We study the impact of the interplay between the structure of the financial network and market conditions on financial stability in the European banking system. We capture two channels of financial contagion. The first channel concerns direct interconnectedness, via a network of interbank loans, banks’ loans to other corporate and retail clients, and secu- rities holdings. The second channel concerns indirect interconnectedness, via overlapping exposures to common asset classes. To assess the impact of contagion, we apply the struc- tural valuation model NEVA, in which common shocks to banks’ external assets are re- flected in a consistent way in the market value of banks’ mutual liabilities through the net- work of obligations. Applying the model to a unique supervisory data set collected by the European Central Bank that covers 26 large banks in the euro area we identify a strongly non-linear relationship between diversification of exposures, shock size, and losses due to interbank contagion. We also demonstrate the potential for contagion effects to amplify first-round stress test results due to interconnectedness. Finally, we provide insights into the potential impact of more diversified versus more domestic portfolio allocation strate- gies on the propagation of contagion, which are relevant to policy discussions about inter- national risk sharing, for instance, in the context of the EU Capital Market Union.

Interconnected banks and systemically important exposures

Battiston, Stefano
Writing – Original Draft Preparation
;
2021-01-01

Abstract

We study the impact of the interplay between the structure of the financial network and market conditions on financial stability in the European banking system. We capture two channels of financial contagion. The first channel concerns direct interconnectedness, via a network of interbank loans, banks’ loans to other corporate and retail clients, and secu- rities holdings. The second channel concerns indirect interconnectedness, via overlapping exposures to common asset classes. To assess the impact of contagion, we apply the struc- tural valuation model NEVA, in which common shocks to banks’ external assets are re- flected in a consistent way in the market value of banks’ mutual liabilities through the net- work of obligations. Applying the model to a unique supervisory data set collected by the European Central Bank that covers 26 large banks in the euro area we identify a strongly non-linear relationship between diversification of exposures, shock size, and losses due to interbank contagion. We also demonstrate the potential for contagion effects to amplify first-round stress test results due to interconnectedness. Finally, we provide insights into the potential impact of more diversified versus more domestic portfolio allocation strate- gies on the propagation of contagion, which are relevant to policy discussions about inter- national risk sharing, for instance, in the context of the EU Capital Market Union.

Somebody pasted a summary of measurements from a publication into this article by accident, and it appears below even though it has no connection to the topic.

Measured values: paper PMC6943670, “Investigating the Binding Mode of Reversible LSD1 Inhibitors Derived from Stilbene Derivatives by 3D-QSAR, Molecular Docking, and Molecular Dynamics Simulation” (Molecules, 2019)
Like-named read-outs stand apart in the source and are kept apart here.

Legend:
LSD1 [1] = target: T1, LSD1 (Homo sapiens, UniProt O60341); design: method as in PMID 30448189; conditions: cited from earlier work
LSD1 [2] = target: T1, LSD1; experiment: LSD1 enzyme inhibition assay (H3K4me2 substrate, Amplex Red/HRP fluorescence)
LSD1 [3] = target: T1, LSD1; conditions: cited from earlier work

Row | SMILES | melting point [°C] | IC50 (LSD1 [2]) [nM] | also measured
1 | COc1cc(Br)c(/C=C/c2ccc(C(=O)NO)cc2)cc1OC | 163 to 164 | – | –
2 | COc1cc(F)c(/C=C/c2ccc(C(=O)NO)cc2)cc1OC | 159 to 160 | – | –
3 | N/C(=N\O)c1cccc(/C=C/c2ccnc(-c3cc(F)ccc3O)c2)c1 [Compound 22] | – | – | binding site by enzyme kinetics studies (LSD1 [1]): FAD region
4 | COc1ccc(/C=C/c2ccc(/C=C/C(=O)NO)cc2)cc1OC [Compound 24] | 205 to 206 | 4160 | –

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Utilizza questo identificativo per citare o creare un link a questo documento: https://hdl.handle.net/10278/3749327
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